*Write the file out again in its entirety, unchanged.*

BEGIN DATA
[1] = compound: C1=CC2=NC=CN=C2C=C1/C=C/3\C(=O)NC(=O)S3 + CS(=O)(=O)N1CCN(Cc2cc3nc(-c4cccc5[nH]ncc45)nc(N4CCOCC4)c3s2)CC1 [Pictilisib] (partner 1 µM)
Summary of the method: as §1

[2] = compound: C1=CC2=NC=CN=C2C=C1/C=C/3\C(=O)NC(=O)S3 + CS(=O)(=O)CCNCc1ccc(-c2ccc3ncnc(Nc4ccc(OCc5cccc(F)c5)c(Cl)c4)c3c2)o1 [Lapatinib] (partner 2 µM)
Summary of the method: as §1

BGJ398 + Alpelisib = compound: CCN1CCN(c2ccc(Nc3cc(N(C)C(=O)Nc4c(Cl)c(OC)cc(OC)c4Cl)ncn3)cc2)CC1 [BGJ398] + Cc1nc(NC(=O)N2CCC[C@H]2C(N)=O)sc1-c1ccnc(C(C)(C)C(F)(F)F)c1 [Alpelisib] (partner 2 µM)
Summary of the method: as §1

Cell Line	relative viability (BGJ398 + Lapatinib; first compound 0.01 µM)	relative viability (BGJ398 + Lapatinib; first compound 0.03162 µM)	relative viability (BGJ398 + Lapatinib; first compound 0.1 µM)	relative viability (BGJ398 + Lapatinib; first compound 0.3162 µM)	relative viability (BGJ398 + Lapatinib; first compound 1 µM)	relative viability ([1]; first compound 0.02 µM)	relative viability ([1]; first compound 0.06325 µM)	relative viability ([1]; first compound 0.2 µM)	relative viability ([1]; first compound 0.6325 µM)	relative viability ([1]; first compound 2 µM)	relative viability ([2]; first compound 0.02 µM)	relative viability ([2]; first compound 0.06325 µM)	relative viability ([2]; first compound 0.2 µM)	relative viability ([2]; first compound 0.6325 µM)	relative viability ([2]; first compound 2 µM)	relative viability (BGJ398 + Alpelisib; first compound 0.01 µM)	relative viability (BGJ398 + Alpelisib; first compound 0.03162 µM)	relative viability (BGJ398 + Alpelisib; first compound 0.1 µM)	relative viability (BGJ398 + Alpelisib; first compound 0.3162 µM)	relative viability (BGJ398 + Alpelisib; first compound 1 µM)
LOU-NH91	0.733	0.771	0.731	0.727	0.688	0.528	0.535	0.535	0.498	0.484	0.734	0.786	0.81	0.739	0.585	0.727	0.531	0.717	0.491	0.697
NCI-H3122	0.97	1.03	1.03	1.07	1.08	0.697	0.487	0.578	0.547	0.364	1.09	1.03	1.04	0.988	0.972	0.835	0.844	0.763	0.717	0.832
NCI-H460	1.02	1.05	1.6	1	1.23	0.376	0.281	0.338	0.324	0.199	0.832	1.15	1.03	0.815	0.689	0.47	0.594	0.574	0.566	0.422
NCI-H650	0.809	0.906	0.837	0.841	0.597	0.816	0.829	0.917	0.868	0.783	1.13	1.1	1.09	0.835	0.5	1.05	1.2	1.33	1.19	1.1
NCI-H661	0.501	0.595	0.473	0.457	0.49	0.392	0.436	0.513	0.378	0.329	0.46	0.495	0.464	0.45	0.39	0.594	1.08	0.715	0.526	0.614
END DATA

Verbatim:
[1] = compound: C1=CC2=NC=CN=C2C=C1/C=C/3\C(=O)NC(=O)S3 + CS(=O)(=O)N1CCN(Cc2cc3nc(-c4cccc5[nH]ncc45)nc(N4CCOCC4)c3s2)CC1 [Pictilisib] (partner 1 µM)
Summary of the method: as §1

[2] = compound: C1=CC2=NC=CN=C2C=C1/C=C/3\C(=O)NC(=O)S3 + CS(=O)(=O)CCNCc1ccc(-c2ccc3ncnc(Nc4ccc(OCc5cccc(F)c5)c(Cl)c4)c3c2)o1 [Lapatinib] (partner 2 µM)
Summary of the method: as §1

BGJ398 + Alpelisib = compound: CCN1CCN(c2ccc(Nc3cc(N(C)C(=O)Nc4c(Cl)c(OC)cc(OC)c4Cl)ncn3)cc2)CC1 [BGJ398] + Cc1nc(NC(=O)N2CCC[C@H]2C(N)=O)sc1-c1ccnc(C(C)(C)C(F)(F)F)c1 [Alpelisib] (partner 2 µM)
Summary of the method: as §1

Cell Line	relative viability (BGJ398 + Lapatinib; first compound 0.01 µM)	relative viability (BGJ398 + Lapatinib; first compound 0.03162 µM)	relative viability (BGJ398 + Lapatinib; first compound 0.1 µM)	relative viability (BGJ398 + Lapatinib; first compound 0.3162 µM)	relative viability (BGJ398 + Lapatinib; first compound 1 µM)	relative viability ([1]; first compound 0.02 µM)	relative viability ([1]; first compound 0.06325 µM)	relative viability ([1]; first compound 0.2 µM)	relative viability ([1]; first compound 0.6325 µM)	relative viability ([1]; first compound 2 µM)	relative viability ([2]; first compound 0.02 µM)	relative viability ([2]; first compound 0.06325 µM)	relative viability ([2]; first compound 0.2 µM)	relative viability ([2]; first compound 0.6325 µM)	relative viability ([2]; first compound 2 µM)	relative viability (BGJ398 + Alpelisib; first compound 0.01 µM)	relative viability (BGJ398 + Alpelisib; first compound 0.03162 µM)	relative viability (BGJ398 + Alpelisib; first compound 0.1 µM)	relative viability (BGJ398 + Alpelisib; first compound 0.3162 µM)	relative viability (BGJ398 + Alpelisib; first compound 1 µM)
LOU-NH91	0.733	0.771	0.731	0.727	0.688	0.528	0.535	0.535	0.498	0.484	0.734	0.786	0.81	0.739	0.585	0.727	0.531	0.717	0.491	0.697
NCI-H3122	0.97	1.03	1.03	1.07	1.08	0.697	0.487	0.578	0.547	0.364	1.09	1.03	1.04	0.988	0.972	0.835	0.844	0.763	0.717	0.832
NCI-H460	1.02	1.05	1.6	1	1.23	0.376	0.281	0.338	0.324	0.199	0.832	1.15	1.03	0.815	0.689	0.47	0.594	0.574	0.566	0.422
NCI-H650	0.809	0.906	0.837	0.841	0.597	0.816	0.829	0.917	0.868	0.783	1.13	1.1	1.09	0.835	0.5	1.05	1.2	1.33	1.19	1.1
NCI-H661	0.501	0.595	0.473	0.457	0.49	0.392	0.436	0.513	0.378	0.329	0.46	0.495	0.464	0.45	0.39	0.594	1.08	0.715	0.526	0.614